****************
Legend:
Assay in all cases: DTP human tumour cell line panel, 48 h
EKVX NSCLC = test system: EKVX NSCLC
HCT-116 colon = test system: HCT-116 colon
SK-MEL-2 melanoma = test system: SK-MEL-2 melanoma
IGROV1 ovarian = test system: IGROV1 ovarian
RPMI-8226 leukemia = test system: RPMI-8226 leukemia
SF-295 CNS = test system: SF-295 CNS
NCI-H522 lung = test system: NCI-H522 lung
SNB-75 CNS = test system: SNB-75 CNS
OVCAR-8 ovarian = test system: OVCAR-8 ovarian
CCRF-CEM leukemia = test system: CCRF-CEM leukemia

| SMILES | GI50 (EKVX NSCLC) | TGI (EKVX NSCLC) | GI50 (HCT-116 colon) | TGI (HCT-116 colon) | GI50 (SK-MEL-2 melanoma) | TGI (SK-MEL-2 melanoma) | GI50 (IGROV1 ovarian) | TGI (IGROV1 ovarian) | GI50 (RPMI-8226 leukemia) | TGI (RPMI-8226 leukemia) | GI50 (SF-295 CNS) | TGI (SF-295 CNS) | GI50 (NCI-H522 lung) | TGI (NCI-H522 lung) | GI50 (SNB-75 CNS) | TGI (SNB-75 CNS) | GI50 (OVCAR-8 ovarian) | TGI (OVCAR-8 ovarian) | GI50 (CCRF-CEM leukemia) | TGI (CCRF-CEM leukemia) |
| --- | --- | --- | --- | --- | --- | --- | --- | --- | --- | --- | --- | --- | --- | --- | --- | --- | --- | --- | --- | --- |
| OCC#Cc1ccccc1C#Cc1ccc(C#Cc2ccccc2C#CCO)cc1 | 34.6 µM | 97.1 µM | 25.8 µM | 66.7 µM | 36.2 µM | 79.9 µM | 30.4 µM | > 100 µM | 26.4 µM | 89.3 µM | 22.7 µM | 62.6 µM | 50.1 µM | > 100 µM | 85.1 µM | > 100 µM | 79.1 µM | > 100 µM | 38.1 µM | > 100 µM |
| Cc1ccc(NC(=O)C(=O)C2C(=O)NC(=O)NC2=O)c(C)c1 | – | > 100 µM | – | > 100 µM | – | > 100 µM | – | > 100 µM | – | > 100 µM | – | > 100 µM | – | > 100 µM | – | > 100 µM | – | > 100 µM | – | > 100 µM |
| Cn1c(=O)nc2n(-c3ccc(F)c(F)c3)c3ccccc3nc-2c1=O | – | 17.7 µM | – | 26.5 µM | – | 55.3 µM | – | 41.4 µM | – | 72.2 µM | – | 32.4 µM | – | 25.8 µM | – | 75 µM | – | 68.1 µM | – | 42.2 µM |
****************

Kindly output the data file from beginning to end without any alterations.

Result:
Legend:
Assay in all cases: DTP human tumour cell line panel, 48 h
EKVX NSCLC = test system: EKVX NSCLC
HCT-116 colon = test system: HCT-116 colon
SK-MEL-2 melanoma = test system: SK-MEL-2 melanoma
IGROV1 ovarian = test system: IGROV1 ovarian
RPMI-8226 leukemia = test system: RPMI-8226 leukemia
SF-295 CNS = test system: SF-295 CNS
NCI-H522 lung = test system: NCI-H522 lung
SNB-75 CNS = test system: SNB-75 CNS
OVCAR-8 ovarian = test system: OVCAR-8 ovarian
CCRF-CEM leukemia = test system: CCRF-CEM leukemia

| SMILES | GI50 (EKVX NSCLC) | TGI (EKVX NSCLC) | GI50 (HCT-116 colon) | TGI (HCT-116 colon) | GI50 (SK-MEL-2 melanoma) | TGI (SK-MEL-2 melanoma) | GI50 (IGROV1 ovarian) | TGI (IGROV1 ovarian) | GI50 (RPMI-8226 leukemia) | TGI (RPMI-8226 leukemia) | GI50 (SF-295 CNS) | TGI (SF-295 CNS) | GI50 (NCI-H522 lung) | TGI (NCI-H522 lung) | GI50 (SNB-75 CNS) | TGI (SNB-75 CNS) | GI50 (OVCAR-8 ovarian) | TGI (OVCAR-8 ovarian) | GI50 (CCRF-CEM leukemia) | TGI (CCRF-CEM leukemia) |
| --- | --- | --- | --- | --- | --- | --- | --- | --- | --- | --- | --- | --- | --- | --- | --- | --- | --- | --- | --- | --- |
| OCC#Cc1ccccc1C#Cc1ccc(C#Cc2ccccc2C#CCO)cc1 | 34.6 µM | 97.1 µM | 25.8 µM | 66.7 µM | 36.2 µM | 79.9 µM | 30.4 µM | > 100 µM | 26.4 µM | 89.3 µM | 22.7 µM | 62.6 µM | 50.1 µM | > 100 µM | 85.1 µM | > 100 µM | 79.1 µM | > 100 µM | 38.1 µM | > 100 µM |
| Cc1ccc(NC(=O)C(=O)C2C(=O)NC(=O)NC2=O)c(C)c1 | – | > 100 µM | – | > 100 µM | – | > 100 µM | – | > 100 µM | – | > 100 µM | – | > 100 µM | – | > 100 µM | – | > 100 µM | – | > 100 µM | – | > 100 µM |
| Cn1c(=O)nc2n(-c3ccc(F)c(F)c3)c3ccccc3nc-2c1=O | – | 17.7 µM | – | 26.5 µM | – | 55.3 µM | – | 41.4 µM | – | 72.2 µM | – | 32.4 µM | – | 25.8 µM | – | 75 µM | – | 68.1 µM | – | 42.2 µM |